Their submission focused on hazardous goods. The CAIA supported the regulation of hazardous goods but also had some concerns pertaining to it. She stated that the chemical industry was already specifically regulated in respect of the life cycle of chemicals and that there was significant duplication in the Bill, the consequence of which would be to significantly increase compliance costs.
CAIA in general recognised the Committee’s concern that provisions for labeling did not assist illiterate customers. The chemical industry recognised this globally and preferred to control of sale of hazardous goods to consumers. Their detailed submissions referred to clauses 2(9), 5(3), 22(1)(a), 53(1)(c), 53(2), 58(2), 58(3), 58(4), 58(5), 59, and 60 (see attached document). Another area of concern was the Industry Codes of Conduct. This comment pertained specifically to clause 82.
The CAIA was concerned that despite repeated assurances to the contrary, this Bill as currently drafted constituted significant duplication with existing legislation regulating chemicals and their use in products. CAIA was willing to work with the Committee in finding a solution to the challenges presented in this submission. They trusted that the committee would give favourable consideration to the proposals.
Dr Rabie commented that the points raised were interesting. He asked if the provincial authorities were not in charge of the administration of the Waste Management Act, or, if not, who was in charge. He queried the deletion of clause 60 and asked whether the Department of Health had adequate powers to control and monitor that particular provision.
Mr Dlali requested clarity on the proposal for clause 60(1)(a).
Ms Lotter responded that the Waste Management Act would be under the control of the Department of Environmental Affairs and Tourism. The CAIA was not saying that clause 60 should be deleted, merely that a chemical should not be returned merely because it was hazardous or poisonous. Chemicals were inherently hazardous.
Mr Dlali referred to the repeated mention of duplication. He suggested that they needed the cluster approach for departments to communicate. He added that the administrative burden could be excessive and that there was no proposal for a solution.
Ms Lotter responded that the prescriptions of clause 22 referred to the duplication and the conflict in the laws, which were extremely negative for business. The chemicals industry was already very heavily regulated, but must be regulated harmoniously. Duplicate reporting on the same matter was very costly and she suggested that the Committee should revisit the definition of regulatory authority. It was possible to achieve what was needed in a simpler way in this Bill.
Mr Njikelana asked how the return of chemical products would be addressed.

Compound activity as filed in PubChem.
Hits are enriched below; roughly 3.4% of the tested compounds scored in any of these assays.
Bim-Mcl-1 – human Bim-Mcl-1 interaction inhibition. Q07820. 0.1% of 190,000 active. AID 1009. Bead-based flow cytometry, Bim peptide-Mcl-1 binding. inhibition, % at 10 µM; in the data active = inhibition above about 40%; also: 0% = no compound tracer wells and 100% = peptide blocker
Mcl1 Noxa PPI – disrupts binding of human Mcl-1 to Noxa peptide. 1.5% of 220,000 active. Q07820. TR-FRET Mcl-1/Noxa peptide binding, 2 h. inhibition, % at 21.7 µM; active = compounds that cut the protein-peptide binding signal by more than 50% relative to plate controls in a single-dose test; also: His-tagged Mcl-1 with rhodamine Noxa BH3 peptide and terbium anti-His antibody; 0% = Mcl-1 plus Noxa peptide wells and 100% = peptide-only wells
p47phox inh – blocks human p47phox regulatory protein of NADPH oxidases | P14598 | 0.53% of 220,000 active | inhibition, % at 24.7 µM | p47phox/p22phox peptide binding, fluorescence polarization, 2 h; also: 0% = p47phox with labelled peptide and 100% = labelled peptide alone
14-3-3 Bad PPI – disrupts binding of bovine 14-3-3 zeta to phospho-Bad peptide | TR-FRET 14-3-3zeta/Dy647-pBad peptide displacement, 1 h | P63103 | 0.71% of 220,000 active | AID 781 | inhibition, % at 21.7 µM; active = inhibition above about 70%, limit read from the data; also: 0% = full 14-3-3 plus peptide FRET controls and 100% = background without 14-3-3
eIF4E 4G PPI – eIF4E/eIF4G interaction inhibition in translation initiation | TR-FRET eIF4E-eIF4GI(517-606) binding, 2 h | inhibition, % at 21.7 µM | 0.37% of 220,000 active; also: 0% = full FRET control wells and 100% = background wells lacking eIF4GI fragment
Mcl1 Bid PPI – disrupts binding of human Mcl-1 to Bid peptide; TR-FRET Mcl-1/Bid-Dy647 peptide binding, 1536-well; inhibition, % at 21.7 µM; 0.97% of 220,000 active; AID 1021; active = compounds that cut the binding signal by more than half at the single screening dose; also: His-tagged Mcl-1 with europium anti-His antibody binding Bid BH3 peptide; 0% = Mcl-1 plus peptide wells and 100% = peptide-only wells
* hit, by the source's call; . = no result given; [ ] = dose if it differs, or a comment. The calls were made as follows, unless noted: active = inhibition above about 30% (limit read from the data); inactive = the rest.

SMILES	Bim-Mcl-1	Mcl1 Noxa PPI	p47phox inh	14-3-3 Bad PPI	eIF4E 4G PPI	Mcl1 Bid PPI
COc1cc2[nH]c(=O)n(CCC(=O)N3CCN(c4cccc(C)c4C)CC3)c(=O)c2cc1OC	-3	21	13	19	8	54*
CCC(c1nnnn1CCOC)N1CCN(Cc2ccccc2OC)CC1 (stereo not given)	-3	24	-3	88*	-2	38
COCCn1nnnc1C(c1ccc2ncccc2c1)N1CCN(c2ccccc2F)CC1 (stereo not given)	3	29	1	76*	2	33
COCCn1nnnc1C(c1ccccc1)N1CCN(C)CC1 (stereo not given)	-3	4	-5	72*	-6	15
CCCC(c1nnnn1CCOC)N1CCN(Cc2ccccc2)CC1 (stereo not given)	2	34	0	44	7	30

Ms Lotter responded that there was a possibility to return pesticides purely because they were hazardous, as that was an inherent property of chemicals. The proposals of CAIA had largely to do with the language of the drafting, and it saw a problem because of the way hazardous was defined.
Mr Njikelana asked what the financial implications of the proposals would be, as there was always the possibility of increased risk and the increased cost of doing business. He wanted to know how CAIA proposed to minimise this cost.
Ms Lotter responded that a solid way forward would be to revisit clause 2(9) and 5 and then review the rest of the Bill so that the logic of that approach could be applied, and the terminology could be kept consistent. There was no law that did not imply a cost for consumers, businesses and government. The key challenge was to manage that cost. This would need the support of all of society as the implementation would be challenging.
Business Unity South Africa (BUSA) submission
Ms Laurraine Lotter, representing Business Unity South Africa (BUSA) explained that BUSA was confederation of business associations. The submission that she would now make was an overarching submission from business. BUSA recognised the need for improved regulation of consumer protection. The detailed engagement with NEDLAC was welcomed, as was further engagement with the Department of Trade and Industry. Many concerns were addressed in the submission. These included unintended consequences, duplication, concurrent jurisdiction, institutional structures, compliance notices, vicarious liability, proof of facts procedures, regulations, public consultation and transitional provisions. She explained that the written submission also contained detailed proposals for revisions to
clauses 2(9), 5(2), 12, 22, 53, 93, 97, 113, 119(2), and 120(2) (see attached document).
In conclusion, she stated that BUSA supported the need to strengthen consumer protection, but felt that the significant legal challenges and burdens must be addressed before finalisation. The NEDLAC agreements were not fully addressed. The regulations had to be published simultaneously, as agreed at NEDLAC. The implementation of the Bill was technically challenging. BUSA and it affiliates were committed to co-operation at any future opportunity.
Ms Khunou commented that there was a general need to read the explanatory notes of the National Credit Act (NCA) and its aims to promote responsible credit. It was unfortunate that since the coming into effect of the Act, loan sharks now had more business than ever. The problem with loan sharks was the high interest that they charged. This was something the DTI needed to cover in their discussions.